Medical Laboratories are perceived to be among the most expensive facilities in any health service, yet in the Caribbean, they remain a largely underutilised resource.
The majority of the data created in the process of in-vitro diagnostic testing is never converted into timely information to guide public health policy and health interventions.
Cost-effective laboratory medicine means maximum impact through timely, accurate and relevant information, presented to the right people in the most effective way.
While the USA claims that 80% of medical decisions are based on laboratory evidence, the extent to which this applies to the Caribbean is unknown. However, many medical decisions can only be made based on laboratory evidence.
Improving the information quality and proactivity of the Caribbean laboratories with respect to supporting Health situation analysis and Public Health interventions requires sustainable improvement in information management culture and practice.
This in turn requires a fundamental reorientation of perspective on the part of laboratory practitioners with respect to the needs of their key stakeholders, and an understanding that the primary value-added product of the medical laboratory is information for action; a readjustment of the culture and awareness with respect to information management in the laboratory itself, as well as among the users and stakeholders of the laboratory services.
Among the challenges that faced the SMLS project in impacting the issues of laboratory turnaround times, customer satisfaction and quality of surveillance data, stood the fact that few of the laboratories in question had a mechanism to regularly measure client satisfaction, few laboratories could routinely measure their turnaround times, and few could successfully achieve collection of even the minimum surveillance dataset.
The major objectives of the information management component were:
- Establish an electronic forum for various Communities of Practice in Laboratory Medicine
- Increase awareness and capacity of senior laboratory Staff in the region about the analysis and use of laboratory information for action.
- Establish a network among laboratories where those using electronic information systems are interconnected and connect with CAREC for surveillance and referral purposes.
- Increase the number of laboratories effectively using electronic information management systems
- Create sustainable infrastructure to support the Project’s activities beyond the formal life of the Project.
This portal, was created to support the communities of practice that will continue to be the support network for all practitioners of laboratory medicine and related disciplines. This web-based platform will support:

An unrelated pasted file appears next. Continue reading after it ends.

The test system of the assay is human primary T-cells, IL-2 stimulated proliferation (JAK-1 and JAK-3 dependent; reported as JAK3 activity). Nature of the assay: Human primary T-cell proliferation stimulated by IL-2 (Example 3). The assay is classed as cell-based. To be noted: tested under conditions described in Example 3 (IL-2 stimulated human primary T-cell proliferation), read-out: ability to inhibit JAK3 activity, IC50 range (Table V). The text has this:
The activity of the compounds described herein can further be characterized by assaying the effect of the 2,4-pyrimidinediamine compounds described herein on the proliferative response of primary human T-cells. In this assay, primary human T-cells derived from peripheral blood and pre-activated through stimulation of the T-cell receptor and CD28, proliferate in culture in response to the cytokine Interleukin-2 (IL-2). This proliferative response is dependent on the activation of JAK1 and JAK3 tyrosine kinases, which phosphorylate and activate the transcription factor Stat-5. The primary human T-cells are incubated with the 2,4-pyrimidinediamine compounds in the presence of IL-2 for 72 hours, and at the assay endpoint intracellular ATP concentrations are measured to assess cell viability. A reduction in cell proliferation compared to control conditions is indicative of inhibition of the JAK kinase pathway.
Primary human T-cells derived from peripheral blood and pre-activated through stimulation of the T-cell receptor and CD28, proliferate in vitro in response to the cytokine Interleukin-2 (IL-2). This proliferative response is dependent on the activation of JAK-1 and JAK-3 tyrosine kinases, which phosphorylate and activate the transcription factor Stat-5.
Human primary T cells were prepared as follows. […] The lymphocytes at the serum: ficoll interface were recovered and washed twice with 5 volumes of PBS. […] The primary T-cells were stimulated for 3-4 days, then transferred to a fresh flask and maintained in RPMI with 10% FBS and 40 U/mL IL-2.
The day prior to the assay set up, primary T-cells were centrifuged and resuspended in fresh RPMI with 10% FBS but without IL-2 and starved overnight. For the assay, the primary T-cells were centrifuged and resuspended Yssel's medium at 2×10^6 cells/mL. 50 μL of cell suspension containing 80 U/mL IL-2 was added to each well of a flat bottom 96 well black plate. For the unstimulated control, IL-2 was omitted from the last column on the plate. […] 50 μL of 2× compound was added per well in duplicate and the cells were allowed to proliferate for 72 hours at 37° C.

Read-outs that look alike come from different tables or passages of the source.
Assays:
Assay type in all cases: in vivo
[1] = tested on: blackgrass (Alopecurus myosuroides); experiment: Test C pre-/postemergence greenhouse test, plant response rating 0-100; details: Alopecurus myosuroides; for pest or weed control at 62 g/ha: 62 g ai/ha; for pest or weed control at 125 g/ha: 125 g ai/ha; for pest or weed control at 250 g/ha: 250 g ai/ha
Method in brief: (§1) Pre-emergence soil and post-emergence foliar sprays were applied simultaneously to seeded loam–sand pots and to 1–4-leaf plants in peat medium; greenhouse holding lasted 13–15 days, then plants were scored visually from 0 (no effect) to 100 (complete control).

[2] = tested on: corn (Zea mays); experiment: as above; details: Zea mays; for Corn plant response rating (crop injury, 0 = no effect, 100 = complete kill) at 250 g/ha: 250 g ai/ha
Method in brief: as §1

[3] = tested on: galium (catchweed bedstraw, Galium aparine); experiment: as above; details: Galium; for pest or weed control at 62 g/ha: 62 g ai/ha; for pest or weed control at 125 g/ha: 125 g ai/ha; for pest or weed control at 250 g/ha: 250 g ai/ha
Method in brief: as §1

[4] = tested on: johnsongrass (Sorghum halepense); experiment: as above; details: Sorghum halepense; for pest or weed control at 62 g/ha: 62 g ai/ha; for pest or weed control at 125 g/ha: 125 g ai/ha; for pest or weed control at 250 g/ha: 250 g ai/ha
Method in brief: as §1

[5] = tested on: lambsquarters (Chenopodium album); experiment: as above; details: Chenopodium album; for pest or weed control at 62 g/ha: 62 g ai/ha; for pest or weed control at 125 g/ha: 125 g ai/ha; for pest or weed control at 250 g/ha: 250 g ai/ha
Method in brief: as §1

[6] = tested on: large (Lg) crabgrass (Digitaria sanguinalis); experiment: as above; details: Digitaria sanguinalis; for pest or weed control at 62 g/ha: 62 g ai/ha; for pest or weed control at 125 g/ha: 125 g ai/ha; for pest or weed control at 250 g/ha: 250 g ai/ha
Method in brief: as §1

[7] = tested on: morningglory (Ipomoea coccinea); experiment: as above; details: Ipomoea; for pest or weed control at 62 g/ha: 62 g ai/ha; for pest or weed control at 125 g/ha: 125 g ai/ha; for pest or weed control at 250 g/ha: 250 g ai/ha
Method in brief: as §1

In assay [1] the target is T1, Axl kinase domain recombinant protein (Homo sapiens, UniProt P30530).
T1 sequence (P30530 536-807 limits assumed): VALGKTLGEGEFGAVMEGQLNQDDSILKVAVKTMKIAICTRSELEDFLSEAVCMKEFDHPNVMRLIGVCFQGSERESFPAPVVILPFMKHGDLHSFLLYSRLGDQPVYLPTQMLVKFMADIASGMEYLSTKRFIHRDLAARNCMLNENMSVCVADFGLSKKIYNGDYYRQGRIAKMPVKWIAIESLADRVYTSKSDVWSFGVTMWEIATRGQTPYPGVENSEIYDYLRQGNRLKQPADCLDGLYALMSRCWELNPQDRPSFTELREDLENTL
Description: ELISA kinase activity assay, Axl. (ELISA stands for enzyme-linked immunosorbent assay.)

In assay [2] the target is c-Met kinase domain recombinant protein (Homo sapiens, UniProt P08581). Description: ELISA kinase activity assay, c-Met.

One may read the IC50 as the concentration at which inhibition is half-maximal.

- access to the information and knowledge generated by the SMLS project by appropriate stakeholders;
- links to relevant information resources in support of accreditation in particular, and improved laboratory practice in general;
- Collaboration, joint planning and sharing of ideas among communities of practice in laboratory medicine and related disciplines;
- Links to continuing education resources.
Four hundred and two (402) participants from nineteen countries were trained in the use of “Data for Action” though Subregional and in-country “Data for Action” Workshops. In this process, in-country information management teams were established that include laboratory personnel and other stakeholders such as Epidemiologists, Hospital Administrators, Information Technology Personnel, Nurses, and in some cases, Clinicians and Senior Health Ministry Professionals.
A Laboratory Costing Software application was completed tested, distributed to laboratories participating in data for Action II consultations, with orientation to the methodology and demonstration of the software.- Distribution included some private sector laboratories. The application and user manual are available for download on this portal.
A database application and user guide, designed or establishment of human resource database of laboratory personnel and persons of related disciplines, were completed and handed over to the Caribbean association for medical Technology (CASMET) for management of membership information and tracking of participation in continuing education activities. This application is also under evaluation by TTLABS for possible tracking of trained assessors and laboratory assessment visits. The application includes a searchable skills bank facility, allowing identification of individuals with any combination of up to three specified skillsets.
A conceptual framework for an integrated health information management system was developed and shared with a wide range of stakeholders.
Guidelines for the Establishment of Laboratory Information Systems in Caribbean Laboratories have been developed and are posted to this portal.